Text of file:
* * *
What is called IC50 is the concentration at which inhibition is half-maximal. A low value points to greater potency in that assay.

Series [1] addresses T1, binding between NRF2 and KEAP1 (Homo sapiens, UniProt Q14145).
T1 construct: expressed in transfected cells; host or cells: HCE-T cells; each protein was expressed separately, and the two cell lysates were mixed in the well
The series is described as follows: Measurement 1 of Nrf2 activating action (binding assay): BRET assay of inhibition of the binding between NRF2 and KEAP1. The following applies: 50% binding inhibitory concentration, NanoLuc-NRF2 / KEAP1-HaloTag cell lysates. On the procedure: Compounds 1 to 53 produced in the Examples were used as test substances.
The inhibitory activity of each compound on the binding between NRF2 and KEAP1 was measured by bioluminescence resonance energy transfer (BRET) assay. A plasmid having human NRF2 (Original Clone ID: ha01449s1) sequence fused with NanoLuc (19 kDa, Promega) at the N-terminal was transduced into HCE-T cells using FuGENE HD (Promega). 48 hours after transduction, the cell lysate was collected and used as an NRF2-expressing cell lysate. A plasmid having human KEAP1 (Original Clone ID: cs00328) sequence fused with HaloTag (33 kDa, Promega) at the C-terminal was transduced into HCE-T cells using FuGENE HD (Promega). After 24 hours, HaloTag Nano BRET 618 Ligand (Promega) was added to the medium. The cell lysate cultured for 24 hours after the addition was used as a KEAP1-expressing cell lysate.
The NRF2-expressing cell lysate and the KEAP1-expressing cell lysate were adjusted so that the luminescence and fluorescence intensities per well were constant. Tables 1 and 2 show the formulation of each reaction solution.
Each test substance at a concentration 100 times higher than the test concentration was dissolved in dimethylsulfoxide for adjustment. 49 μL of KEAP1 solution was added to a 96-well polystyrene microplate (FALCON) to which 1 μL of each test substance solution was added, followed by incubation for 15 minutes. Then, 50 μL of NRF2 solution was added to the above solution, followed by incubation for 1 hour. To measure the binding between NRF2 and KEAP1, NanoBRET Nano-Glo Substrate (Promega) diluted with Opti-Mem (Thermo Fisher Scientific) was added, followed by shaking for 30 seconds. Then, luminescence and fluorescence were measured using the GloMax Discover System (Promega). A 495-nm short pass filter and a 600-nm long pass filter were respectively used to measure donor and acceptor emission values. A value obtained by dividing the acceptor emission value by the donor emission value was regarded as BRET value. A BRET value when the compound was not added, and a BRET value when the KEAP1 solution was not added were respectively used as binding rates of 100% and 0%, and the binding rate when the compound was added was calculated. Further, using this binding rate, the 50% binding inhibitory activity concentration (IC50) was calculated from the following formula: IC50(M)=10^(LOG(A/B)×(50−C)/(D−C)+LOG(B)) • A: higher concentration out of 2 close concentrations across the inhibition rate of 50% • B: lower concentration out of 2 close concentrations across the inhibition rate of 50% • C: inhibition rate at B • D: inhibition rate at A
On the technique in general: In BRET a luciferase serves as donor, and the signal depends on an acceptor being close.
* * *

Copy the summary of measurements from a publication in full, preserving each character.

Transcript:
What is called IC50 is the concentration at which inhibition is half-maximal. A low value points to greater potency in that assay.

Series [1] addresses T1, binding between NRF2 and KEAP1 (Homo sapiens, UniProt Q14145).
T1 construct: expressed in transfected cells; host or cells: HCE-T cells; each protein was expressed separately, and the two cell lysates were mixed in the well
The series is described as follows: Measurement 1 of Nrf2 activating action (binding assay): BRET assay of inhibition of the binding between NRF2 and KEAP1. The following applies: 50% binding inhibitory concentration, NanoLuc-NRF2 / KEAP1-HaloTag cell lysates. On the procedure: Compounds 1 to 53 produced in the Examples were used as test substances.
The inhibitory activity of each compound on the binding between NRF2 and KEAP1 was measured by bioluminescence resonance energy transfer (BRET) assay. A plasmid having human NRF2 (Original Clone ID: ha01449s1) sequence fused with NanoLuc (19 kDa, Promega) at the N-terminal was transduced into HCE-T cells using FuGENE HD (Promega). 48 hours after transduction, the cell lysate was collected and used as an NRF2-expressing cell lysate. A plasmid having human KEAP1 (Original Clone ID: cs00328) sequence fused with HaloTag (33 kDa, Promega) at the C-terminal was transduced into HCE-T cells using FuGENE HD (Promega). After 24 hours, HaloTag Nano BRET 618 Ligand (Promega) was added to the medium. The cell lysate cultured for 24 hours after the addition was used as a KEAP1-expressing cell lysate.
The NRF2-expressing cell lysate and the KEAP1-expressing cell lysate were adjusted so that the luminescence and fluorescence intensities per well were constant. Tables 1 and 2 show the formulation of each reaction solution.
Each test substance at a concentration 100 times higher than the test concentration was dissolved in dimethylsulfoxide for adjustment. 49 μL of KEAP1 solution was added to a 96-well polystyrene microplate (FALCON) to which 1 μL of each test substance solution was added, followed by incubation for 15 minutes. Then, 50 μL of NRF2 solution was added to the above solution, followed by incubation for 1 hour. To measure the binding between NRF2 and KEAP1, NanoBRET Nano-Glo Substrate (Promega) diluted with Opti-Mem (Thermo Fisher Scientific) was added, followed by shaking for 30 seconds. Then, luminescence and fluorescence were measured using the GloMax Discover System (Promega). A 495-nm short pass filter and a 600-nm long pass filter were respectively used to measure donor and acceptor emission values. A value obtained by dividing the acceptor emission value by the donor emission value was regarded as BRET value. A BRET value when the compound was not added, and a BRET value when the KEAP1 solution was not added were respectively used as binding rates of 100% and 0%, and the binding rate when the compound was added was calculated. Further, using this binding rate, the 50% binding inhibitory activity concentration (IC50) was calculated from the following formula: IC50(M)=10^(LOG(A/B)×(50−C)/(D−C)+LOG(B)) • A: higher concentration out of 2 close concentrations across the inhibition rate of 50% • B: lower concentration out of 2 close concentrations across the inhibition rate of 50% • C: inhibition rate at B • D: inhibition rate at A
On the technique in general: In BRET a luciferase serves as donor, and the signal depends on an acceptor being close.